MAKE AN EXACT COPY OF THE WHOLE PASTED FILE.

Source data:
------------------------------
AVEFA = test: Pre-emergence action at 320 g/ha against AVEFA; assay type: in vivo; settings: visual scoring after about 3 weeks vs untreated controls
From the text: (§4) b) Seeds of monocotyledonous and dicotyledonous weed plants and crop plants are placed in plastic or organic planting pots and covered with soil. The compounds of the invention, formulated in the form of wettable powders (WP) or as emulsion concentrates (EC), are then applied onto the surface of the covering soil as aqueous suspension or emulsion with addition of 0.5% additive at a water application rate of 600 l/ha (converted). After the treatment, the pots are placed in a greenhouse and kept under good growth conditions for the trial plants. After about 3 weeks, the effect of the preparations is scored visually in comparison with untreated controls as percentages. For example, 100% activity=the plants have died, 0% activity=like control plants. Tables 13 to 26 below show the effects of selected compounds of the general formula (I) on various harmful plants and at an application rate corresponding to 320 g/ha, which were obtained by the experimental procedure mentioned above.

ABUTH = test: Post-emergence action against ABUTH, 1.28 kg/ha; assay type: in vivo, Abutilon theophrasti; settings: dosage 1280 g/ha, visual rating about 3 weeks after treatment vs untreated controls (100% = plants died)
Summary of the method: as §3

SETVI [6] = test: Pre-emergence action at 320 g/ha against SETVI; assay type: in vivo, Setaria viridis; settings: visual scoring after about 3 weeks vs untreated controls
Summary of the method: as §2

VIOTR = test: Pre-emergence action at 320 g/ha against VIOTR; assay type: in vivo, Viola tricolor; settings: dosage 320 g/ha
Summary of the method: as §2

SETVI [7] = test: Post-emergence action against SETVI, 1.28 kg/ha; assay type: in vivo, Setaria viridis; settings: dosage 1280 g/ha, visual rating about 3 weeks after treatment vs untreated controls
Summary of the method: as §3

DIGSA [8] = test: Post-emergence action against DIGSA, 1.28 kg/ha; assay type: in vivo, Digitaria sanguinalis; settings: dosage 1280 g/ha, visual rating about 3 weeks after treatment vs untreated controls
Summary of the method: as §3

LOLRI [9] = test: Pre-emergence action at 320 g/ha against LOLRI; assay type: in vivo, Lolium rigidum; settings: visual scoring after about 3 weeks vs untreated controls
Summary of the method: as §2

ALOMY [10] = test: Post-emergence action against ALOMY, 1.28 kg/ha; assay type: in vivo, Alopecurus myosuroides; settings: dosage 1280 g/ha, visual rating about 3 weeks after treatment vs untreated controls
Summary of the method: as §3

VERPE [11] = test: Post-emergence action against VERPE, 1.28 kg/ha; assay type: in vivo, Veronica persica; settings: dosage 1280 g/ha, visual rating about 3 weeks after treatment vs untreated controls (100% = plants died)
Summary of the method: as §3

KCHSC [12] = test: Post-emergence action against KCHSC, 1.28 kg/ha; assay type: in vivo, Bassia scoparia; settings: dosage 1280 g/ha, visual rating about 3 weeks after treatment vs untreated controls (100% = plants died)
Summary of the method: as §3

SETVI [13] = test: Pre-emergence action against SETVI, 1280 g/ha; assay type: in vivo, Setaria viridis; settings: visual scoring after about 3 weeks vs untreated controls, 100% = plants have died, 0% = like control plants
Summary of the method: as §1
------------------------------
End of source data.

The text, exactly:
AVEFA = test: Pre-emergence action at 320 g/ha against AVEFA; assay type: in vivo; settings: visual scoring after about 3 weeks vs untreated controls
From the text: (§4) b) Seeds of monocotyledonous and dicotyledonous weed plants and crop plants are placed in plastic or organic planting pots and covered with soil. The compounds of the invention, formulated in the form of wettable powders (WP) or as emulsion concentrates (EC), are then applied onto the surface of the covering soil as aqueous suspension or emulsion with addition of 0.5% additive at a water application rate of 600 l/ha (converted). After the treatment, the pots are placed in a greenhouse and kept under good growth conditions for the trial plants. After about 3 weeks, the effect of the preparations is scored visually in comparison with untreated controls as percentages. For example, 100% activity=the plants have died, 0% activity=like control plants. Tables 13 to 26 below show the effects of selected compounds of the general formula (I) on various harmful plants and at an application rate corresponding to 320 g/ha, which were obtained by the experimental procedure mentioned above.

ABUTH = test: Post-emergence action against ABUTH, 1.28 kg/ha; assay type: in vivo, Abutilon theophrasti; settings: dosage 1280 g/ha, visual rating about 3 weeks after treatment vs untreated controls (100% = plants died)
Summary of the method: as §3

SETVI [6] = test: Pre-emergence action at 320 g/ha against SETVI; assay type: in vivo, Setaria viridis; settings: visual scoring after about 3 weeks vs untreated controls
Summary of the method: as §2

VIOTR = test: Pre-emergence action at 320 g/ha against VIOTR; assay type: in vivo, Viola tricolor; settings: dosage 320 g/ha
Summary of the method: as §2

SETVI [7] = test: Post-emergence action against SETVI, 1.28 kg/ha; assay type: in vivo, Setaria viridis; settings: dosage 1280 g/ha, visual rating about 3 weeks after treatment vs untreated controls
Summary of the method: as §3

DIGSA [8] = test: Post-emergence action against DIGSA, 1.28 kg/ha; assay type: in vivo, Digitaria sanguinalis; settings: dosage 1280 g/ha, visual rating about 3 weeks after treatment vs untreated controls
Summary of the method: as §3

LOLRI [9] = test: Pre-emergence action at 320 g/ha against LOLRI; assay type: in vivo, Lolium rigidum; settings: visual scoring after about 3 weeks vs untreated controls
Summary of the method: as §2

ALOMY [10] = test: Post-emergence action against ALOMY, 1.28 kg/ha; assay type: in vivo, Alopecurus myosuroides; settings: dosage 1280 g/ha, visual rating about 3 weeks after treatment vs untreated controls
Summary of the method: as §3

VERPE [11] = test: Post-emergence action against VERPE, 1.28 kg/ha; assay type: in vivo, Veronica persica; settings: dosage 1280 g/ha, visual rating about 3 weeks after treatment vs untreated controls (100% = plants died)
Summary of the method: as §3

KCHSC [12] = test: Post-emergence action against KCHSC, 1.28 kg/ha; assay type: in vivo, Bassia scoparia; settings: dosage 1280 g/ha, visual rating about 3 weeks after treatment vs untreated controls (100% = plants died)
Summary of the method: as §3

SETVI [13] = test: Pre-emergence action against SETVI, 1280 g/ha; assay type: in vivo, Setaria viridis; settings: visual scoring after about 3 weeks vs untreated controls, 100% = plants have died, 0% = like control plants
Summary of the method: as §1